Yvette Cooper 311.
(photo credit: Associated Press)
LONDON – Britain’s new shadow foreign minister has called for her government to
pressure the European Union to introduce labelling on West Bank products to
differentiate between goods produced by Palestinians and Israeli
Yvette Cooper told The Guardian on Saturday that the government
should step up pressure on Israel to stop building settlements by pushing for
greater Europe-wide transparency on food products exported from the West
“The continued building of settlements in the occupied territories
is illegal and a serious obstacle to peace,” she told the paper.
member states can speak with one voice, including guidance to retailers on
produce from settlements in the West Bank, it will send a strong signal on how
important this is.”
The Labor politician, who recently returned from a
visit to the region, said she was against a blanket boycott of Israeli goods but
believed that retailers and consumers should be informed whether products are
produced “by illegal settlers.”
“Consumers should be able to choose what
produce they buy,” Cooper told the Guardian. “That includes knowing exactly
where it came from and having access to all markets, including Gaza, whose
population is still unable to export to the wider world.”
blamed both Israel and the Palestinians for “a worrying lack of urgency in the
Last December, while Labor was still in power, the
government introduced voluntary guidelines calling for the clear labeling of
goods and produce originating from the West Bank. It said the advisory was a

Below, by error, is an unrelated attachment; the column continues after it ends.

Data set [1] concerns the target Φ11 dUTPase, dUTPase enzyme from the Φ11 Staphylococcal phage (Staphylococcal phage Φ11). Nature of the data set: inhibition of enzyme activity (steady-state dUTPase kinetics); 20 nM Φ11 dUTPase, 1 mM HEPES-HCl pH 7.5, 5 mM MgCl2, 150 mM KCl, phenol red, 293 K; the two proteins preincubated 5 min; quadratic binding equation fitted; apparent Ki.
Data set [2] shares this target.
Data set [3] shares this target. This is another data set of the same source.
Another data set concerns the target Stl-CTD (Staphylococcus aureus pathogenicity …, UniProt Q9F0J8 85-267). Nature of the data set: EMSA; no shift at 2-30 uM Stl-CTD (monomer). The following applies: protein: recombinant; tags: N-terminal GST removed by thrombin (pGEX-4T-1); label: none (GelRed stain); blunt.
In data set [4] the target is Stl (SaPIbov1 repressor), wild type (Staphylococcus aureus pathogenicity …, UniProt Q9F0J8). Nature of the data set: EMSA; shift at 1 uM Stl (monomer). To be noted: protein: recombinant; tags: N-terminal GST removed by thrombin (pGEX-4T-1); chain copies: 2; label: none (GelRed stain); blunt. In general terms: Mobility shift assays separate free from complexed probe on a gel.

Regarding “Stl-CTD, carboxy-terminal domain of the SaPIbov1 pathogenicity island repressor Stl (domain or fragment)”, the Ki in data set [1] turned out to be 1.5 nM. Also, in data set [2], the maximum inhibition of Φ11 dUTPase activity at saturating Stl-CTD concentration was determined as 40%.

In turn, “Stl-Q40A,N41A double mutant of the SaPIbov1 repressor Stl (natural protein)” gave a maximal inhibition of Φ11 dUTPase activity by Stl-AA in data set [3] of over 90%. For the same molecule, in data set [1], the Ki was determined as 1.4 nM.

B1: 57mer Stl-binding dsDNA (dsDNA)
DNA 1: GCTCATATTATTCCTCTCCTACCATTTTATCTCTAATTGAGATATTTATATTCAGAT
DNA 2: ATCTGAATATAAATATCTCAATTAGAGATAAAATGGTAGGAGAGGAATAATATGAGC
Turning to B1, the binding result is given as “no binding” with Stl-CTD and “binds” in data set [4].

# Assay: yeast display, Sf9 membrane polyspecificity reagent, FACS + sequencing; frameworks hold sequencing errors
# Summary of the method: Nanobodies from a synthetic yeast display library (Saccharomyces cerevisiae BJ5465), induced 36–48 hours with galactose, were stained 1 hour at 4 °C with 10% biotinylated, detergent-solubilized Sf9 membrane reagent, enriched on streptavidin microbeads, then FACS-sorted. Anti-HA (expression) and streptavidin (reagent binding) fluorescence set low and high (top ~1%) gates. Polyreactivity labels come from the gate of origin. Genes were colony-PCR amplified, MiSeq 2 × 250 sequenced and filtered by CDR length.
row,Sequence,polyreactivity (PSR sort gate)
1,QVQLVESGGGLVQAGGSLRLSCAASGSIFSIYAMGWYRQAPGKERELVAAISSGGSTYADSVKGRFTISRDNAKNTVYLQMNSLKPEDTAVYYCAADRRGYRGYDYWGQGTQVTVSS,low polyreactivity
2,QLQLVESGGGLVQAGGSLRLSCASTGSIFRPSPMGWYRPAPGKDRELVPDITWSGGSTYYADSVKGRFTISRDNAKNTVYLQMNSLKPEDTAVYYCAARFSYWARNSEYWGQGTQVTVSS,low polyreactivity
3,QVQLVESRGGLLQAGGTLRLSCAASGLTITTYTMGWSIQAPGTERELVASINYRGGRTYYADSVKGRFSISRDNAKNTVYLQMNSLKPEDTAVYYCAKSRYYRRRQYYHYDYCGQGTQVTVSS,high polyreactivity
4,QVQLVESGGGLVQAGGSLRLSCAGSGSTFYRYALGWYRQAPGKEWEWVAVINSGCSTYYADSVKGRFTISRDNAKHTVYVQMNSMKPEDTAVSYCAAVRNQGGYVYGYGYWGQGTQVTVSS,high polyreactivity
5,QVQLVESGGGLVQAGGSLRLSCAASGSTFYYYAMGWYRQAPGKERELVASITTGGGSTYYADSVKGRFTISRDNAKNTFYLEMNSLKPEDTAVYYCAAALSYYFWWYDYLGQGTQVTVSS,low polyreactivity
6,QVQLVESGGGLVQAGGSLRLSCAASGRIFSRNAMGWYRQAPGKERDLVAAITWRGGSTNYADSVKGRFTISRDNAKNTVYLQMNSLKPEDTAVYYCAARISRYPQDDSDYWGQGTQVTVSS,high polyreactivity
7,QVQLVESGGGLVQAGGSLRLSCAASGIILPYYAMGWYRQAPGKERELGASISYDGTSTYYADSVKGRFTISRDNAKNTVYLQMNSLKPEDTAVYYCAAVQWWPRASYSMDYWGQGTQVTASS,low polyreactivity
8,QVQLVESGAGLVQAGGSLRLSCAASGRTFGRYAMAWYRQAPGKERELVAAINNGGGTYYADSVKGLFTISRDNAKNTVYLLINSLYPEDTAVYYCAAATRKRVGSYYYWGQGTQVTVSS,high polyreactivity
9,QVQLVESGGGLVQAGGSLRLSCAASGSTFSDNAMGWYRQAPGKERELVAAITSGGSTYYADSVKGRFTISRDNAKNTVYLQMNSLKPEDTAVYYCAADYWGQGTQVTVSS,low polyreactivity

response to consumer demand for information about the origin of produce that had
been produced in the West Bank, and dismissed the accusation that the move would
lead to a wider boycott of Israeli goods.
Leading the call for labeling
was the radical fringe group Palestine Solidarity Campaign, which calls for a
complete boycott of Israel.
“Importers, retailers, NGOs and consumers
have asked the government for clarity over the precise origin of products from
the occupied Palestinian territories,” Department for the Environment, Food and
Rural Affairs Secretary of State Hilary Benn said at the time. “The label ‘West
Bank’ does not allow consumers to distinguish between goods originating from
Palestinian producers and goods originating from illegal Israeli
The advisory drew an angry response from Israel, which said
the move would promote further radicalization of the Palestinians.
September, there were concerns within the Jewish community when Ed Miliband,
Labor’s first Jewish head, won his party’s leadership contest. An ardent
socialist, most of his leadership campaign had been directed toward the left of
the party, describing the direction of the party as “brutish US-style
capitalism.” His narrow victory – gaining 50.65% of votes – owed much to votes
from trade unions.
The Conservative party said this would mean he’ll
remain in debt to them, while MPs who supported his brother David for the party
leadership warned that Ed Miliband’s dependence on union votes would be a
“disaster” for the party.
Many of Britain’s top unions support a boycott
of Israel and severing ties with the Histadrut labor
Miliband, who is an atheist, told the party conference in
October that Britain must “strain every sinew” to make Israel end the blockade
of Gaza, He also condemned Israel’s response to the Gaza flotilla incident in